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Sat. Jun 15th, 2024

How Seattle fared at the 2024 James Beard Awards

By meerna Jun11,2024


Last night There were many great things about the James Beard Awards ceremony in Chicago: Cheers to long-suffering spouses. Confirmation of sobriety. Many winners representing traditional Japanese costumes. What wasn’t on the night: No winners from Washington State.

But we have a strong bond with one of the chefs who walked away with a medal. Hajime Sato founded Mashiko sushi restaurant in West Seattle in 1994. In 2009, he focused on seafood from sustainable sources. It removed standards like bluefin tuna from the menu and introduced a strict set of guidelines and matching menu items for responsibly caught fish. Today it is a bold choice. Fifteen years ago this was nothing short of revolutionary.

Mashiko helped advance the discussion about sustainable fishing in Seattle. Ten years later, in 2019, he sold the restaurant to three longtime employees and moved to Michigan, his wife’s home state. Last night, Sato won the Outstanding Chef Award in the Great Lakes category for his Sozai restaurant in Clawson, Michigan. And he looked great doing it; during the tie ceremony, the chef wore a traditional obi, yakata and haori. Hajime, we knew you when.

Seattle had a tough night medal-wise, but the entire list of nominees fit and dressed for the event; Prominent restaurateur finalists Quynh and Yenvy Pham even wore matching jackets. Our state started this weekend with a strong team. Mike and Erin Easton flew from Waitsburg to compete in the Best New Restaurant category. Janet Becerra of Pancita applied for the emerging chef position.

Finalists for Best Chef: Northwest and Pacific were Kristi Brown of Communion, Melissa Miranda of Musang and Avery Adams of Matia on Orcas Island. Portland chef Gregory Gourdet won the category a year after Kann won the medal for best new restaurant.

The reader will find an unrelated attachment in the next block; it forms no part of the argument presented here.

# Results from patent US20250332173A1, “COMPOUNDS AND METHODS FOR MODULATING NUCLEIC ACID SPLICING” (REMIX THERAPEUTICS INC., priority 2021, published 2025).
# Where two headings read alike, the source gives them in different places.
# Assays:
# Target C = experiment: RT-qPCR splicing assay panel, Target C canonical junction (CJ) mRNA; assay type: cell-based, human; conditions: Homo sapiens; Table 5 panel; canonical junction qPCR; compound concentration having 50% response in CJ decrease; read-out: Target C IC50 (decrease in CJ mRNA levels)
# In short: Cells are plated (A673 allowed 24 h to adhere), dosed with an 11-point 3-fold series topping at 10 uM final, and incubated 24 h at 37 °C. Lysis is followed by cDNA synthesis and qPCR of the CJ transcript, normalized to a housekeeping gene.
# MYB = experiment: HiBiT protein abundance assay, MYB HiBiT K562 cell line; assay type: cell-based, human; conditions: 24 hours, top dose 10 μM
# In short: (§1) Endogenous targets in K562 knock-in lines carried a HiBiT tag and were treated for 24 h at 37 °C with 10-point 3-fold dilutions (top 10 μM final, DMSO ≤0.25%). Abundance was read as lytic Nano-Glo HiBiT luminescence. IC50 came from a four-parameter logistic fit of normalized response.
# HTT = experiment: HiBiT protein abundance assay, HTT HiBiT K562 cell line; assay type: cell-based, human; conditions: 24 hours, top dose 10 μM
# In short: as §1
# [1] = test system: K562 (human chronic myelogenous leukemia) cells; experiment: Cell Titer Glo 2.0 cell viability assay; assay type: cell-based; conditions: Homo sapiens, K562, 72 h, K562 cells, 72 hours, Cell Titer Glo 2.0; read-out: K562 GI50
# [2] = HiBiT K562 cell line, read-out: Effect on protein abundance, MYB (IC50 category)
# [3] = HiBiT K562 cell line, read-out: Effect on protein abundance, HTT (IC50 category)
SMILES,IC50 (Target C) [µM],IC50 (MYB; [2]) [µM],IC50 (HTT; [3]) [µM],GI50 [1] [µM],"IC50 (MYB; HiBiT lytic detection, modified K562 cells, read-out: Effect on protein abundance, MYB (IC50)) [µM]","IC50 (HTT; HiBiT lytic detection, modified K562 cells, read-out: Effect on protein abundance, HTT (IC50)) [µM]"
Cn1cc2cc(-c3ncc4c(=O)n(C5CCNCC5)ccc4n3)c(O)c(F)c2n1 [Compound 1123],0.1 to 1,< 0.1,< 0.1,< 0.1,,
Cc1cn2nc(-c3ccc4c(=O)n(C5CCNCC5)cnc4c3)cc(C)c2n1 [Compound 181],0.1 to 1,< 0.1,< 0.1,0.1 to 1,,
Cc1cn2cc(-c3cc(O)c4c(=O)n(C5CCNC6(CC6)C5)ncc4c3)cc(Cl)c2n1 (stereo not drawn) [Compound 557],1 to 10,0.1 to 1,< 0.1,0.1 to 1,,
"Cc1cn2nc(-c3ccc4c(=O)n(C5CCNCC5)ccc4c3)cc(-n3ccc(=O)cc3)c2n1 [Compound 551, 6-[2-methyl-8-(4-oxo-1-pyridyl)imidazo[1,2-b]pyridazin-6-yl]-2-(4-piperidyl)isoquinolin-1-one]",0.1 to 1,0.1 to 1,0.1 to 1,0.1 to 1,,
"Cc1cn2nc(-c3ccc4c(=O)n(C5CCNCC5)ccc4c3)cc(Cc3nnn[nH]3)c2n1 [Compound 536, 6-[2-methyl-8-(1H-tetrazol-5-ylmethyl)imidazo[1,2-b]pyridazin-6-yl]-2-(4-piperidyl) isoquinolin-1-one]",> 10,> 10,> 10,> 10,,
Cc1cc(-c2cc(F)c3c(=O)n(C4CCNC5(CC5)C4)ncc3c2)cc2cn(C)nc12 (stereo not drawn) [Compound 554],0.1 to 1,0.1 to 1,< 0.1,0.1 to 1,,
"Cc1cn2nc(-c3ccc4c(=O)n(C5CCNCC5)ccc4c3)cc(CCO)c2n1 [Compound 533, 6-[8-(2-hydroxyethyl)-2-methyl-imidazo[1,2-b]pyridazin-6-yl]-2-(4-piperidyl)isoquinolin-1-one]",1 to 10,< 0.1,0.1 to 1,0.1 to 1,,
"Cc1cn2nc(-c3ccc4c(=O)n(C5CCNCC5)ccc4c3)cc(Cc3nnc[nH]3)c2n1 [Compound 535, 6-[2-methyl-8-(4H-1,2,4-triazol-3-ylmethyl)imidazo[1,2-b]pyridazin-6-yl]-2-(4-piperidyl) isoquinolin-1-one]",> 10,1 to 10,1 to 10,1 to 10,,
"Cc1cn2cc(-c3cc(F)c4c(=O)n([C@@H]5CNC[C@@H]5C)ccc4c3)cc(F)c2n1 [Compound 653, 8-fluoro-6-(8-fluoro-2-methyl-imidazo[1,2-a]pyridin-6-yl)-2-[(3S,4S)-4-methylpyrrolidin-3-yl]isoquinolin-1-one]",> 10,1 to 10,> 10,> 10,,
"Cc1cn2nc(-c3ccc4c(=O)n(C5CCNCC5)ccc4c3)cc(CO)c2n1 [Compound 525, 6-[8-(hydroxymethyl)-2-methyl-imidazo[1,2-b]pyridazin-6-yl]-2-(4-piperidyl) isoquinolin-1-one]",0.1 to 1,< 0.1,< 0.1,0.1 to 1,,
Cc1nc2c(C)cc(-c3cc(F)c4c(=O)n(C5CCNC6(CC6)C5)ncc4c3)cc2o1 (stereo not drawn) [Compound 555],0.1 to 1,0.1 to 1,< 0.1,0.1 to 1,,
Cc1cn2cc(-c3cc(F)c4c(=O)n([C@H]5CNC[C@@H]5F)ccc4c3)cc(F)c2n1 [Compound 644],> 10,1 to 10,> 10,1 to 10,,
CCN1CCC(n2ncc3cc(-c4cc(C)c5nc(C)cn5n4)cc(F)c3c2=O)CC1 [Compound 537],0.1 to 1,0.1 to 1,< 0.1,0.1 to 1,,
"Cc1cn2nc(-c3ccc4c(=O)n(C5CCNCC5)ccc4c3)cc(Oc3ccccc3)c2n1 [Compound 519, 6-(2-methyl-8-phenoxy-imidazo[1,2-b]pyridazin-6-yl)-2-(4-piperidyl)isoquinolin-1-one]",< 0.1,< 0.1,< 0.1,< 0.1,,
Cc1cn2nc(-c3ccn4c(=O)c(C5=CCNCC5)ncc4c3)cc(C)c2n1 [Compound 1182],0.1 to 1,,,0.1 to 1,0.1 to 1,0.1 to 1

He stood in front of the audience at the Lyric Opera in Chicago in a fantastic feathered jacket (its colors refer to Haiti’s national bird) and said that moving to Oregon was a turning point in his sobriety. Now, he says, “I can gratefully work at the center of Haitian culture and Haitian storytelling – in one of the most accidental places: the Pacific Northwest.”

Portland also took home one of the top awards of the night. The team behind Langbaan won the award in the Best Restaurant category. Owner Akkapong “Earl” Ninsom was emotional during his speech; talked about the difficult year in which his wife was diagnosed with cancer. Like our colleagues from Portland Monthly put it this way: “Langbaan is the hardest table to book in Portland (maybe currently tied with Kann).”

I hereby compulsorily disclose that I am a member of the committee for restaurants and chefs participating in the competition. Being happy for the deserved winners and frustrated that Washington is late in getting the recognition it deserves is a complicated feeling. So let’s get back to one of the evening’s most enduring messages: running a restaurant – especially a great one – is an incredibly hard and life-consuming job. Especially now, between high costs and years of unrelenting uncertainty. It would be nice to honor our chefs with medals, but celebrating them in the context of our business is more important.

By meerna

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